Firefighters called to more than 230,000 false alarms in the last year – figures
Forty percent of all incidents firefighters were called to in the last year were false alarms, official figures show.
Fire and rescue services in England attended 231,067 fire false alarms in 2018/19 – 5,042 more than the previous year – marking a 2% increase (226,025), statistics released by the Home Office on Thursday said.
Firefighters were called out to a total of 576,040 incidents for the 12 months ending in March, according to the annual figures.
This was a 2% increase compared with the previous year (566,433) and a 9% rise compared with five years ago.
Fires accounted for 32% of the legitimate call-outs – while the remaining 28% were incidents like car crashes, floods and medical emergencies.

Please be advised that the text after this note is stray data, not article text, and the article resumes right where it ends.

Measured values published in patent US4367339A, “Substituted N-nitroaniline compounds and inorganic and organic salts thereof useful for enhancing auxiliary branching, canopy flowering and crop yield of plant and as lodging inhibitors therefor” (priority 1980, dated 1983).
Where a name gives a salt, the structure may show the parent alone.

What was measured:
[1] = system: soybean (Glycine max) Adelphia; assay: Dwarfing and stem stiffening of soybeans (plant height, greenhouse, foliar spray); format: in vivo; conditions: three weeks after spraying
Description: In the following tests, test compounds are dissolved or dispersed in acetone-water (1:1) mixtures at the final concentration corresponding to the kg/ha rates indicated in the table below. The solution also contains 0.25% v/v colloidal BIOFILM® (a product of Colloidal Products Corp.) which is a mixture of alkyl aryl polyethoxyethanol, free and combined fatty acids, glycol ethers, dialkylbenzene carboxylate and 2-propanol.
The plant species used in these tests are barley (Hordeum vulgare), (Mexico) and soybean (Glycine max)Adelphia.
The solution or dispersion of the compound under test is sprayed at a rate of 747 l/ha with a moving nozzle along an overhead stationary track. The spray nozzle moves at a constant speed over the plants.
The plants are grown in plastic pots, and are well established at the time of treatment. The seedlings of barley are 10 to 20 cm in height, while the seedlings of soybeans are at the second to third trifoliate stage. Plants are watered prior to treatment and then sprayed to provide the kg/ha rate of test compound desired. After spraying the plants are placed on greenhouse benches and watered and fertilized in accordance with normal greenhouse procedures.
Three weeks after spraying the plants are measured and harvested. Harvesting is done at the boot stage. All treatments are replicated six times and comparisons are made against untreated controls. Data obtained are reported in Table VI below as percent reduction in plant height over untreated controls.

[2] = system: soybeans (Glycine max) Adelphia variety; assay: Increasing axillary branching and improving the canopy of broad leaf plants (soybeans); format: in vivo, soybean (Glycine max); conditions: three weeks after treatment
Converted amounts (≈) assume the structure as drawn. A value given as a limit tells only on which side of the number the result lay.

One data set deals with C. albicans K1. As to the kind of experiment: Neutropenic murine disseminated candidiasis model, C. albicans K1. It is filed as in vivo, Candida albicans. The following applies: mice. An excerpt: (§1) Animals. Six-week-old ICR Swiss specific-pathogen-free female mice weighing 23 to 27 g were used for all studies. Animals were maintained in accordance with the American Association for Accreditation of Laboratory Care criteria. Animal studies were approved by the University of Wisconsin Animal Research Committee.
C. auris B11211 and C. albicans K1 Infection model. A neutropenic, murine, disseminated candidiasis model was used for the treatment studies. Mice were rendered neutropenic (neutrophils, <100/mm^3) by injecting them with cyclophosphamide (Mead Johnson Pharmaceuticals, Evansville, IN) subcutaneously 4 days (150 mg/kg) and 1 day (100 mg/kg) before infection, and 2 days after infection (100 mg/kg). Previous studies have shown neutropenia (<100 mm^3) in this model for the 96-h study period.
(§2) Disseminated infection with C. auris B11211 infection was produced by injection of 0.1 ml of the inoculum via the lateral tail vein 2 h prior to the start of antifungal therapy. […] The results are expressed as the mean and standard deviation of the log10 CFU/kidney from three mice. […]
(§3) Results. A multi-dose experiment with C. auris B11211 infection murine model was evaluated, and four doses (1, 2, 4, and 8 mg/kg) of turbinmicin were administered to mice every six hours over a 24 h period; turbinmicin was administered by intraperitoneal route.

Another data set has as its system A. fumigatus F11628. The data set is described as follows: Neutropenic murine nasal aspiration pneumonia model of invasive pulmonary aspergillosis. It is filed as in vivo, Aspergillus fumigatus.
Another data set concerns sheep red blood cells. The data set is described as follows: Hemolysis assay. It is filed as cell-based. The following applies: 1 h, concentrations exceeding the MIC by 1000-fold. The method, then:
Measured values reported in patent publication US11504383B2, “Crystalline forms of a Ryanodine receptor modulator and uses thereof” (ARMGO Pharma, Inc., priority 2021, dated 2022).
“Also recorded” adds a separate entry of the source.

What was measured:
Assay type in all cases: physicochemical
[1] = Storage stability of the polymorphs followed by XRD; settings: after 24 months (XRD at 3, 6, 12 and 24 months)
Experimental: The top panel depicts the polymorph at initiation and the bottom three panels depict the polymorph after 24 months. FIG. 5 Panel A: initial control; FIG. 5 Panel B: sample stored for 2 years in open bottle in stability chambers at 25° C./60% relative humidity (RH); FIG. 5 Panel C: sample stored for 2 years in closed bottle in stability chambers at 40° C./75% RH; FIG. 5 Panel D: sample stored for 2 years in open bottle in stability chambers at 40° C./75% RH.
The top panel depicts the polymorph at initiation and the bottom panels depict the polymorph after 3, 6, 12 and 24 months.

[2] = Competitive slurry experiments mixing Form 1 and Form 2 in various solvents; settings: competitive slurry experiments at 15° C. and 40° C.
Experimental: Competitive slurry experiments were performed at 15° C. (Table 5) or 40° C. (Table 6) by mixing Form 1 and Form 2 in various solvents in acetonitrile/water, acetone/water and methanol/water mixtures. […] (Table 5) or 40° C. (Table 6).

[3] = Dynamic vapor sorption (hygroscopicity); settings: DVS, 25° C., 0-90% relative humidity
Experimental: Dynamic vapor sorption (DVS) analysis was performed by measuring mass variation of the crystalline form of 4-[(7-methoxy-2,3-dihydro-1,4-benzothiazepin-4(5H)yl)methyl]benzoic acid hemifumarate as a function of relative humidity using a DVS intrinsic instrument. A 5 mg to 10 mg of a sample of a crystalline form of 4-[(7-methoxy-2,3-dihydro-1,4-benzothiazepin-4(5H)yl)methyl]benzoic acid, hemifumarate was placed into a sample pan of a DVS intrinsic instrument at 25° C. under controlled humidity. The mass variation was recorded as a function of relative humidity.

There were 182,825 fires attended – a 9% increase compared with 167,330 in the previous year.
But the number of fire-related deaths fell by 25% to 253.
More of the fires attended were in high-rise blocks of flats of 10 storeys or higher – a 3% increase on the previous year.
The number of primary fires – in buildings, vehicles or outdoors involving a fatality, casualty or where five or more crews were called – had fallen slightly, but still accounted for 40% of the fires attended (73,214).
There was a 19% hike in the number of secondary fires – outdoor blazes where people and property were not in danger with more occurring in hotter weather.
Road traffic collisions was the largest type of non-fire incident firefighters were called to – up 3% in the last year to 31,086.
The number of medical emergencies and flooding call-outs had reduced.
But there was a 10% rise in firefighters being called to help out other authorities.